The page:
The Taber Business College- Women in the 20s

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The Taber Business College Carleton Place 1928-1929 Phot0-Carleton Place and Beckwith Heritage Museum

 

Women began to grow more independent in the 1920s.  This would change the role of womens lives on the 1920s.  The celibate settlement house worker was replaced as a female prototype by the jazz-crazed flapper dancing the Charleston in a speakeasy. Everything that had anything to do with consumption was in style. That included drinking, smoking, and sex – for women as well as men.” 

 In 1920 women composed 23.6% of the labour force.  During WWI  When men were at war the women took the place of men at their jobs. These jobs included:  Worked as conductors of trains or buses  Worked on farms  In engineering  In highly dangerous munitions Industries  There was a high demand of women to do heavy lifting such as unloading coal, stocking furnaces and building ships.  After WWI, more jobs came open for women. These jobs included:  Teacher, secretaries, typists, nurses, seamstresses  Even when men came back from war, women continued to stay in the workforce.

The 20’s were very colourful especially when new patterns were introduced. Designers included colour into every article of clothing from the stocking to shoes. Stockings actually became visible, they served a purpose to fashion, not just the opinion of society. Fashion became a career choice for women also. Classes were also available for women and girls to take on how to learn to make clothes. It was a way for women to make some cash while their husbands were away at war.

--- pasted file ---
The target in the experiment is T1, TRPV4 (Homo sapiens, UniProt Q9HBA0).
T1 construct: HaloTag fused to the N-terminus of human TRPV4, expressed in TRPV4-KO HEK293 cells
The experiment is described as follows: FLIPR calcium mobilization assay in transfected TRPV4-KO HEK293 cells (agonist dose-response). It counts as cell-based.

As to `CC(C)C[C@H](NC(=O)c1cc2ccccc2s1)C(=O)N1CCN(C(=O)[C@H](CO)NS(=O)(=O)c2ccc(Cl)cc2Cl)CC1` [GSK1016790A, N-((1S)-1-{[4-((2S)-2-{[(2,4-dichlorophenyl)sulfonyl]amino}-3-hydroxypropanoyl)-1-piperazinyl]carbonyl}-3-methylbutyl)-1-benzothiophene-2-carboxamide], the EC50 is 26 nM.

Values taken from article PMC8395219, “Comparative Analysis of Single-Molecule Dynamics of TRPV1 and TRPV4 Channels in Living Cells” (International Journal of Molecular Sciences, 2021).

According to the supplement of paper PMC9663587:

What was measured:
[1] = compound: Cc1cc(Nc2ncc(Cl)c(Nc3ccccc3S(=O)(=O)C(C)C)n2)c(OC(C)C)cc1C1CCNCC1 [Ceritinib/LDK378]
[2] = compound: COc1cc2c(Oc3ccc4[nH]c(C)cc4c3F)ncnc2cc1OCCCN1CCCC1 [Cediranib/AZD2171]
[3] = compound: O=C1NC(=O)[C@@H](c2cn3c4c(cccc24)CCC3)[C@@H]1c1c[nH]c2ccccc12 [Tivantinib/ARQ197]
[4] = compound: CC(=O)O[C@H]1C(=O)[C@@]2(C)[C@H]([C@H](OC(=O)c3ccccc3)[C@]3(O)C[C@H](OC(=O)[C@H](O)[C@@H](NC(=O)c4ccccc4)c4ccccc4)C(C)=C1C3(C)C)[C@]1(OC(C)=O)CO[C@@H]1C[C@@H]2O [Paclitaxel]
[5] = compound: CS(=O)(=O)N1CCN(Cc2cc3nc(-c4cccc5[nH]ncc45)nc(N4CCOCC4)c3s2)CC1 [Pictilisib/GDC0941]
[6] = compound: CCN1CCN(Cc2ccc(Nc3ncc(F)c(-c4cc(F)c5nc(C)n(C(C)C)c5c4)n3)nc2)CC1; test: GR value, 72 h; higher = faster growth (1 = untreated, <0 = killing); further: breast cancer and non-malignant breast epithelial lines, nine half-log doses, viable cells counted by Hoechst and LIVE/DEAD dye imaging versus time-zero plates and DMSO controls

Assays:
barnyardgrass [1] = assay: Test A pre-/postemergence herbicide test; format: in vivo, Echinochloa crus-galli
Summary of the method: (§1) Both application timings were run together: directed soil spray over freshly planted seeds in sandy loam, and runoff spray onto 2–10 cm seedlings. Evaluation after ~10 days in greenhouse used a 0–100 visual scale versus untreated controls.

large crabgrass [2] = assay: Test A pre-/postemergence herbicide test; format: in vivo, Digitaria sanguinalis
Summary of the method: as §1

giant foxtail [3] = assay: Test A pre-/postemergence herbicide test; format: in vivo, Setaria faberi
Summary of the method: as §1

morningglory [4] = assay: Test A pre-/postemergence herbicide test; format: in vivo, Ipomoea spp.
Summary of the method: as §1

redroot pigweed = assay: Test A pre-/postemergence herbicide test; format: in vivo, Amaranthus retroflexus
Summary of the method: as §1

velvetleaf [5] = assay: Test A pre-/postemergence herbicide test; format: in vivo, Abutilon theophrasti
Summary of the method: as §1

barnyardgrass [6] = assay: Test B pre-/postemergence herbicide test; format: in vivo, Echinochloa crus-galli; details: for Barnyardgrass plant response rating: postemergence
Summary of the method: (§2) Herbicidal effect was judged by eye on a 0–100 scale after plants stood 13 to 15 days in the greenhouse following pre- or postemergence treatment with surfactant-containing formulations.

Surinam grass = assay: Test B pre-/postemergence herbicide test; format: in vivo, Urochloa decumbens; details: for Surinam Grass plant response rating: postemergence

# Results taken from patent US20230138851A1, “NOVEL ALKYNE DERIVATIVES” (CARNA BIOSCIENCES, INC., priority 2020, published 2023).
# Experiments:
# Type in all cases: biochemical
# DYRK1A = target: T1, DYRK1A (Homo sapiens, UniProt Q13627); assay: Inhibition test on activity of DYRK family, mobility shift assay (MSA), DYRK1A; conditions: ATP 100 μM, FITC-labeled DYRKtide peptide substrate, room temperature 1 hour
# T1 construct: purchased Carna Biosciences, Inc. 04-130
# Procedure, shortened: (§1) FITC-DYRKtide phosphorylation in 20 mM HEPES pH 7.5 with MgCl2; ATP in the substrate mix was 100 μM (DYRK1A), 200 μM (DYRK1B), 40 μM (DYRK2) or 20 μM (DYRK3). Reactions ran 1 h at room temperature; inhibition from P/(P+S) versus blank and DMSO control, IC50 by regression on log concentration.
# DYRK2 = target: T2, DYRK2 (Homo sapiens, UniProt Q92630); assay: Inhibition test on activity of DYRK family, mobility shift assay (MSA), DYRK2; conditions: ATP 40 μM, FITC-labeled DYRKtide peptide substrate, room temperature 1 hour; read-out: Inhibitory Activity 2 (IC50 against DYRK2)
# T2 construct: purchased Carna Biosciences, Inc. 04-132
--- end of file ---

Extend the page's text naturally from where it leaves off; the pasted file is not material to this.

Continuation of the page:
Although the 20’s were viewed as the “golden years” many people did not have money and dressmaking was a way that women could have the latest fashion without spending an immense amount of money. Although fashion helped women play a part in society and increased the vibrancy of the era, it was highly rejected by the public, mainly male population and older generation, it was sought out to be racy and a disgrace to American society

About lindaseccaspina

Before she laid her fingers to a keyboard, Linda was a fashion designer, and then owned the eclectic store Flash Cadilac and Savannah Devilles in Ottawa on Rideau Street from 1976-1996. She also did clothing for various media and worked on “You Can’t do that on Television”. After writing for years about things that she cared about or pissed her off on American media she finally found her calling. She is a weekly columnist for the Sherbrooke Record and documents history every single day and has over 6500 blogs about Lanark County and Ottawa and an enormous weekly readership. Linda has published six books and is in her 4th year as a town councillor for Carleton Place. She believes in community and promoting business owners because she believes she can, so she does.

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